While Ant-Man would be topped by the next installment in its subseries – Ant-Man and the Wasp (2018) – this flick can still be viewed as effective entertainment. Despite what I stated in the above paragraph, this work still has a solid emotional hook and it benefits from characters that the audience gives a hoot about. Cynics may look at it as just another cog in Marvel’s money-making machine, but I think it works reasonably well as a solo feature.

My rating is 7 outta 10.

The War of the Worlds (1953) Review

Director: Byron Haskin

Genre(s): Action, Drama, Horror, Science-Fiction, Thriller

Runtime: 85 minutes

MPAA Rating: G

IMDb Page

Decades before director Steven Spielberg’s War of the Worlds (2005), there was a similarly-titled sci-fi picture that covered the same ground. Martians have invaded Earth, and humanity finds itself waging a seemingly losing battle against the extraterrestrial invaders. Largely set in the 1950s United States, this one feels like a bunch of aliens crashed into a Norman Rockwell painting.

Elements of this science-fiction-horror feature may seem hokey by today’s standards, but I think that it’s got it where it counts. The lead character, Dr. Clayton Forrester (Gene Barry), may not be the kind of hero you’d expect from a 1950s film, but it totally works in the context of the movie. There’s a fair amount of action once things get rolling, and the flick is bleaker and darker than one might anticipate from an American production of this time period (although it’s certainly not as moody as it could’ve been).

The most notable hit-or-miss aspects of The War of the Worlds are the special effects. They won an Oscar, with some of the destruction looking quite impressive for a 1953 movie. However, not every effect is flawless, and some of the visuals have definitely dated…if they ever looked good at all (during the scene where human artillery is firing at the Martian war machines, it looks like someone tossing fire-crackers at miniatures). The aliens themselves also present a problem, since they look more cute than terrifying.

This sci-fi-thriller, which may reflect the Cold War paranoia of the time, runs a brisk eighty-five minutes, so time is rarely wasted. Modern audiences will find some parts of the 1953 version of The War of the Worlds to be cheesy or quaint, but I think that the picture’s desperate tone and focus on physical mayhem save it from being a useless 1950s relic. To be honest, I prefer the 2005 film directed by Spielberg, but this one is still worth watching.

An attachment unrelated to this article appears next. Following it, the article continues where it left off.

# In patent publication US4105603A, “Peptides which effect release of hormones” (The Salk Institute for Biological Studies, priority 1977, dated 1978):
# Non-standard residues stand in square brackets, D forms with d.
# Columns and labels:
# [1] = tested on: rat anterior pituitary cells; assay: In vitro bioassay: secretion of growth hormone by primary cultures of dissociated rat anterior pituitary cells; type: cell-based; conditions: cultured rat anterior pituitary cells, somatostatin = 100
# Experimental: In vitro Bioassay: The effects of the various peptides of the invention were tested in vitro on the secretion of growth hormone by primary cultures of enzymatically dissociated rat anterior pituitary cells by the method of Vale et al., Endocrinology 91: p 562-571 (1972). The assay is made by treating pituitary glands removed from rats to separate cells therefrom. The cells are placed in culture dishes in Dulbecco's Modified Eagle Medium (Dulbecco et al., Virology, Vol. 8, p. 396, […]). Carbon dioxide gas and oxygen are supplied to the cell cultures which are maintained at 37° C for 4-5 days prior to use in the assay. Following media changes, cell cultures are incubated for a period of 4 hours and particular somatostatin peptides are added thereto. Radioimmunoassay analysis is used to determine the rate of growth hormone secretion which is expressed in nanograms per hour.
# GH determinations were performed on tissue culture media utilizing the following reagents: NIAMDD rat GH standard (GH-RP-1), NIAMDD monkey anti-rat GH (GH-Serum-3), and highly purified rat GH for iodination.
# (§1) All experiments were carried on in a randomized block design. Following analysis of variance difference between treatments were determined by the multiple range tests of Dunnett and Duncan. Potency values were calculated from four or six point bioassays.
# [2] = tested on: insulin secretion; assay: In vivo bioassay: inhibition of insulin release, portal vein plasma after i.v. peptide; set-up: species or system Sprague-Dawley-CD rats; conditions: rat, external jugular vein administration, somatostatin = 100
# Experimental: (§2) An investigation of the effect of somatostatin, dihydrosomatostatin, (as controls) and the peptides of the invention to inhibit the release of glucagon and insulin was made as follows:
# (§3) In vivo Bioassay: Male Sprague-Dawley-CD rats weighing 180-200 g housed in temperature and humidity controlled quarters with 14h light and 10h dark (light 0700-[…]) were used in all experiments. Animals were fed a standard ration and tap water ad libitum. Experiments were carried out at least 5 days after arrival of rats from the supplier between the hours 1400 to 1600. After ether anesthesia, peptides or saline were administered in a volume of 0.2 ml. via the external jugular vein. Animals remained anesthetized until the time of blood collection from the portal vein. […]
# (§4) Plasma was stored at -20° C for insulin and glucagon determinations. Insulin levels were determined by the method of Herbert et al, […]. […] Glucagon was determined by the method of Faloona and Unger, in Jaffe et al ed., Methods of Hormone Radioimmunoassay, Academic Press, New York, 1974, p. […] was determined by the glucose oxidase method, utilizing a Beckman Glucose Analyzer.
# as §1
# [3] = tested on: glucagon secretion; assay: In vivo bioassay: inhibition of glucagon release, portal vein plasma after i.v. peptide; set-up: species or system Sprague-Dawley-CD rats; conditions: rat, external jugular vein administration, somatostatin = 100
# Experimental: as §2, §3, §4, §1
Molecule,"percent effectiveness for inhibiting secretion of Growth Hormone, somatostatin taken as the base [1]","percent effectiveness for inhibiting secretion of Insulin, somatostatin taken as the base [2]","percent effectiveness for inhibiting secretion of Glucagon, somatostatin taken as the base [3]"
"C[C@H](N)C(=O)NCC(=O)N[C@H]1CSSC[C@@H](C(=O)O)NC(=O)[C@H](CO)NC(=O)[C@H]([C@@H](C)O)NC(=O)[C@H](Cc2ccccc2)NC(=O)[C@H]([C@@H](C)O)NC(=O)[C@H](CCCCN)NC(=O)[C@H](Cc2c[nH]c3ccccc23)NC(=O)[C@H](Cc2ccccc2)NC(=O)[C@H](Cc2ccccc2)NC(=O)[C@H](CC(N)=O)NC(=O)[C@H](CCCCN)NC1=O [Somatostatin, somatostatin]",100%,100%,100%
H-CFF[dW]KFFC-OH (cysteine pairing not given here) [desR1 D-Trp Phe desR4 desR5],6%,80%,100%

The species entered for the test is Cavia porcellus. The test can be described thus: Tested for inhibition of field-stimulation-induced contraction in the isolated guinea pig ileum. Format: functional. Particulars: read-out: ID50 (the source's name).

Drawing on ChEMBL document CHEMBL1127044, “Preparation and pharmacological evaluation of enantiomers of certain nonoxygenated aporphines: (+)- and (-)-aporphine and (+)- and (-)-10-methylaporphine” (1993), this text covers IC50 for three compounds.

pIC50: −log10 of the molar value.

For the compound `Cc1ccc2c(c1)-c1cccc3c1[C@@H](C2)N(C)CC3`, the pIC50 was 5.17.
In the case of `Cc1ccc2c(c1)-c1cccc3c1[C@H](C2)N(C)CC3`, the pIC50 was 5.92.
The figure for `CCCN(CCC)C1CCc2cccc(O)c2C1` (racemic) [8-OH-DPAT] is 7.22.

My rating is 7 outta 10.

The Riders of the Whistling Skull (1937) Review

Director: Mack V. Wright

Genre(s): Action, Adventure, Western

Runtime: 58 minutes

MPAA Rating: Not Rated

IMDb Page

The 1937 b-movie The Riders of the Whistling Skull is an early cinematic entry into the “Weird West” subgenre. That phrase refers to western genre media with fantasy/supernatural, horror, or science-fiction elements. This flick is about three cowboys – Stony Brooke (Robert Livingston), Tucson Smith (Ray Corrigan), and Lullaby Joslin (Max Terhune) – who go on a quest to find a lost city out West that’s been overrun by Native American cultists. Oh, yeah, they also bring a ventriloquist dummy with them.

This is a very low-budget affair, but that’s part of its charm. The Riders of the Whistling Skull is cheaply-made, yet it manages to keep the audience’s attention. It’s the fourth entry into the The Three Mesquiteers series, a franchise of Poverty Row westerns that featured a trio of Wild West gunslingers. John Wayne actually appeared as the Stony Brooke character in several of the pictures in the prolific series, but this isn’t one of them.

The action sequences here are fair-enough, but nothing that special, as the heroes battle against a small army of Native American cultists. Speaking of indigenous peoples, the movie’s depiction of them is somewhat racist, but what do you expect from a micro-budget 1930s b-western? If you’ve come here looking for an enlightened look at racial minorities in such a picture, then you’re barking up the wrong tree.

As of right now, Wikipedia and IMDb refer to this feature as “Riders of the Whistling Skull,” without the “The” at the beginning of the title (I’m pretty sure that I saw a “The” at the beginning of the title during the movie’s opening credits sequence). Anyway, this is a pretty solid action-adventure film all things considered. It’s less than an hour in length, so it’s a painless viewing. This western is good, corny fun with a unique plot

My rating is 7 outta 10.

Tenet (2020) Review

Director: Christopher Nolan

Genre(s): Action, Science-Fiction, Thriller

Runtime: 150 minutes

MPAA Rating: PG-13

IMDb Page

Director Christopher Nolan’s sci-fi actioner Tenet was supposed to be one of those films to bail out the struggling movie theater industry during the COVID-19 pandemic. The picture follows a secret agent, simply referred to as “the Protagonist” (John David Washington), who must stop a group of terrorists from using time-inversion technology to threaten the planet. It’s a long, puzzling ride…is it worth the trip?